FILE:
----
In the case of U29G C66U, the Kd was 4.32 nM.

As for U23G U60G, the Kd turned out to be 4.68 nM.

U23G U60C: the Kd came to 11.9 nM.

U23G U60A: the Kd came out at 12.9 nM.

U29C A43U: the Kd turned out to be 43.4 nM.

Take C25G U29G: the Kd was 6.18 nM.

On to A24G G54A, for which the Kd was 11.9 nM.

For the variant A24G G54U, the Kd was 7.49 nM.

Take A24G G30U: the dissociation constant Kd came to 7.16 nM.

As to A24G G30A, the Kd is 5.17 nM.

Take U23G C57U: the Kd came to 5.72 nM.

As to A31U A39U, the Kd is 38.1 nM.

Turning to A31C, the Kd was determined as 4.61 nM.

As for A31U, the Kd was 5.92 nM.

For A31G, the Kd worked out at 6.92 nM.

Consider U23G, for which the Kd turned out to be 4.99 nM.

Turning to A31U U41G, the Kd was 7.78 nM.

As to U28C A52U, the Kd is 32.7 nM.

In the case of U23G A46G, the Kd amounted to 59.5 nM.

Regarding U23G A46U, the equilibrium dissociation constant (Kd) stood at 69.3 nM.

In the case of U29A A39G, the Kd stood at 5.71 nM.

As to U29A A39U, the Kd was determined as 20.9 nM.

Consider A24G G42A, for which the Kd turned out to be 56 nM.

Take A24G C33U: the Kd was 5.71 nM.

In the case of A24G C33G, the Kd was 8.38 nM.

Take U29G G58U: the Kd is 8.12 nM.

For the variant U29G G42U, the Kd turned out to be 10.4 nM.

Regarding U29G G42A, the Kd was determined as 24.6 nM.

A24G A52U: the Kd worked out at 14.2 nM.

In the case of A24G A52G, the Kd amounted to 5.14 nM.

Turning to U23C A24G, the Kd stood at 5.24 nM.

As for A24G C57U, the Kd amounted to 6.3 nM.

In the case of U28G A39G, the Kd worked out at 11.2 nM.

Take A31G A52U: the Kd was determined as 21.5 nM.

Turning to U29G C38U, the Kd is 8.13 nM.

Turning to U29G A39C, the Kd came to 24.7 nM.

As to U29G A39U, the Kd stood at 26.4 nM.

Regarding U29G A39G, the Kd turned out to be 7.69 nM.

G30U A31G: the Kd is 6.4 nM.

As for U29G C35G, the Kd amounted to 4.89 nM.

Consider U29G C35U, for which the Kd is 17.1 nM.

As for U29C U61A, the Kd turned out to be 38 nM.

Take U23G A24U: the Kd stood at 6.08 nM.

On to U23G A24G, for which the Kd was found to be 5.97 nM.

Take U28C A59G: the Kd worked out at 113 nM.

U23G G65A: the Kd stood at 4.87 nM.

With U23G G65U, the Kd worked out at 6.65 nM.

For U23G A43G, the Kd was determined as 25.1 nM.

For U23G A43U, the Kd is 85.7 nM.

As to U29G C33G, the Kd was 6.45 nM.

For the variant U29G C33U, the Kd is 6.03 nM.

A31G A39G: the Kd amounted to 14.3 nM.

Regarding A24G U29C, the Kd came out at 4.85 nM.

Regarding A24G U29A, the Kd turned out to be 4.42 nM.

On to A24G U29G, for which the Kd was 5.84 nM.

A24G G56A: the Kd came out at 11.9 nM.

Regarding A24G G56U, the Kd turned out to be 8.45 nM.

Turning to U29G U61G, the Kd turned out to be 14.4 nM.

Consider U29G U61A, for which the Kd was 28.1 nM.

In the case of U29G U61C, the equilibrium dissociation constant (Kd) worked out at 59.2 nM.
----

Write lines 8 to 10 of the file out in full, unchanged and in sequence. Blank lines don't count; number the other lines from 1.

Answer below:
For the variant A24G G54U, the Kd was 7.49 nM.

Take A24G G30U: the dissociation constant Kd came to 7.16 nM.

As to A24G G30A, the Kd is 5.17 nM.